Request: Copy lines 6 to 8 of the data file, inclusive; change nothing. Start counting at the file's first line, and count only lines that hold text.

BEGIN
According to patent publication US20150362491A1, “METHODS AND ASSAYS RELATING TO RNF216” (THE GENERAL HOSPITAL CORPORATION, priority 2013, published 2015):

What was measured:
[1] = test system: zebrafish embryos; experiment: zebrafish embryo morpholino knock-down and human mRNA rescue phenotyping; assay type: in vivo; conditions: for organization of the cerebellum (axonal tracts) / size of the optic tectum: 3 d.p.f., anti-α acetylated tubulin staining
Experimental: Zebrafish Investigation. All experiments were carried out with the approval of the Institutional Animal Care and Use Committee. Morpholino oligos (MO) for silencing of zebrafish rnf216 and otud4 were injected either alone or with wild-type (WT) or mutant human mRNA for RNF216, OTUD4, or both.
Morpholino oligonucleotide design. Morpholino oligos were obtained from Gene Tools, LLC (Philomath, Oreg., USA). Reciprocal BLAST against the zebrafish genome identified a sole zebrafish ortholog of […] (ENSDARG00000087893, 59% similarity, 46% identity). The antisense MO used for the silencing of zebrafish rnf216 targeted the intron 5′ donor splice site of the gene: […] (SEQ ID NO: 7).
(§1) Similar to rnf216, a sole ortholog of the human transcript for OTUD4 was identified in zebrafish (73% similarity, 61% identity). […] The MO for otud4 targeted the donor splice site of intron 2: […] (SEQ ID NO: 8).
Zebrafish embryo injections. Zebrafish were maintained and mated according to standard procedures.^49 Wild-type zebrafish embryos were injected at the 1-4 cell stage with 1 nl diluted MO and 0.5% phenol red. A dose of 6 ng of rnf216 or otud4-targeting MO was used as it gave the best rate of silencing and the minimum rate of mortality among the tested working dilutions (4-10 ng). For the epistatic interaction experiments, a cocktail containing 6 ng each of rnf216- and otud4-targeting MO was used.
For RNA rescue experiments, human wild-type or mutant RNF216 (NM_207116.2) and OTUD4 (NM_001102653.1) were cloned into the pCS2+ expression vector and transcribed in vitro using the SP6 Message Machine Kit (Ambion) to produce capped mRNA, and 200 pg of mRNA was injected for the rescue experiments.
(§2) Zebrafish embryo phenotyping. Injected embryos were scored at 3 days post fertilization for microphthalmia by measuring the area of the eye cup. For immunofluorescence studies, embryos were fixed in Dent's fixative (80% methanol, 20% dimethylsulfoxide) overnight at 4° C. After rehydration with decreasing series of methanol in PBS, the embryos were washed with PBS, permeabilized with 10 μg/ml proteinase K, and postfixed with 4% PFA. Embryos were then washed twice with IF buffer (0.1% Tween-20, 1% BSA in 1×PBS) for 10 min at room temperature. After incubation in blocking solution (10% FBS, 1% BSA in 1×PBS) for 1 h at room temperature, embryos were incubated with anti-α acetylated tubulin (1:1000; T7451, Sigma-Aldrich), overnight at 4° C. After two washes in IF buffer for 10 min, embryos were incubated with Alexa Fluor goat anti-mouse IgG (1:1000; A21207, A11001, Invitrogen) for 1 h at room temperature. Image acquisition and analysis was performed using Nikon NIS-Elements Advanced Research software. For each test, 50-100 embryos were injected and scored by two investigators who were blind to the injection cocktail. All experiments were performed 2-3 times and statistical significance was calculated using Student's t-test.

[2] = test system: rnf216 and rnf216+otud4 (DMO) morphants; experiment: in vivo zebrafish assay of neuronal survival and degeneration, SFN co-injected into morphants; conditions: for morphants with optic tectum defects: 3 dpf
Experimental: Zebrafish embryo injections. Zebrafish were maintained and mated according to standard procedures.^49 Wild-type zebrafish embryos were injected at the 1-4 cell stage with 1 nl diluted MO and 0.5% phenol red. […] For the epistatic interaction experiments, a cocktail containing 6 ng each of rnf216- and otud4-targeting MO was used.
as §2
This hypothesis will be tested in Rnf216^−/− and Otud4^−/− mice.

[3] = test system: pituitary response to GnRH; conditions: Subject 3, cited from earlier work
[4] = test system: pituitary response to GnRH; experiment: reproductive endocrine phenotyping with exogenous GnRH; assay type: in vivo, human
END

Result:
(§1) Similar to rnf216, a sole ortholog of the human transcript for OTUD4 was identified in zebrafish (73% similarity, 61% identity). […] The MO for otud4 targeted the donor splice site of intron 2: […] (SEQ ID NO: 8).
Zebrafish embryo injections. Zebrafish were maintained and mated according to standard procedures.^49 Wild-type zebrafish embryos were injected at the 1-4 cell stage with 1 nl diluted MO and 0.5% phenol red. A dose of 6 ng of rnf216 or otud4-targeting MO was used as it gave the best rate of silencing and the minimum rate of mortality among the tested working dilutions (4-10 ng). For the epistatic interaction experiments, a cocktail containing 6 ng each of rnf216- and otud4-targeting MO was used.
For RNA rescue experiments, human wild-type or mutant RNF216 (NM_207116.2) and OTUD4 (NM_001102653.1) were cloned into the pCS2+ expression vector and transcribed in vitro using the SP6 Message Machine Kit (Ambion) to produce capped mRNA, and 200 pg of mRNA was injected for the rescue experiments.